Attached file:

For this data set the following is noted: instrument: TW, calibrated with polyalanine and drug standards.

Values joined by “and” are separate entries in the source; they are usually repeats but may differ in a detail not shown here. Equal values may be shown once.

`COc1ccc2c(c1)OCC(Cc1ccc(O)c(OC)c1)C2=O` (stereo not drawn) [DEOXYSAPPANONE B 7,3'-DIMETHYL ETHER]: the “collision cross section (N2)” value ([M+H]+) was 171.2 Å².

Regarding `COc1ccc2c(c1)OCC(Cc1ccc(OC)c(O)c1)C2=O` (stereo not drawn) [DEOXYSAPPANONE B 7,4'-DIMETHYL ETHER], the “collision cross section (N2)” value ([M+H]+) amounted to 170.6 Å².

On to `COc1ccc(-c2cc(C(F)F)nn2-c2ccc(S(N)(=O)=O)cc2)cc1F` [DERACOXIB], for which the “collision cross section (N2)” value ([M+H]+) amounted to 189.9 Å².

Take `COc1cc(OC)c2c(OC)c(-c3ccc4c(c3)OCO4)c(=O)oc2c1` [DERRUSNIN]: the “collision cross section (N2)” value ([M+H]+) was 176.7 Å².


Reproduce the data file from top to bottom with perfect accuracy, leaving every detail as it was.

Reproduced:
For this data set the following is noted: instrument: TW, calibrated with polyalanine and drug standards.

Values joined by “and” are separate entries in the source; they are usually repeats but may differ in a detail not shown here. Equal values may be shown once.

`COc1ccc2c(c1)OCC(Cc1ccc(O)c(OC)c1)C2=O` (stereo not drawn) [DEOXYSAPPANONE B 7,3'-DIMETHYL ETHER]: the “collision cross section (N2)” value ([M+H]+) was 171.2 Å².

Regarding `COc1ccc2c(c1)OCC(Cc1ccc(OC)c(O)c1)C2=O` (stereo not drawn) [DEOXYSAPPANONE B 7,4'-DIMETHYL ETHER], the “collision cross section (N2)” value ([M+H]+) amounted to 170.6 Å².

On to `COc1ccc(-c2cc(C(F)F)nn2-c2ccc(S(N)(=O)=O)cc2)cc1F` [DERACOXIB], for which the “collision cross section (N2)” value ([M+H]+) amounted to 189.9 Å².

Take `COc1cc(OC)c2c(OC)c(-c3ccc4c(c3)OCO4)c(=O)oc2c1` [DERRUSNIN]: the “collision cross section (N2)” value ([M+H]+) was 176.7 Å².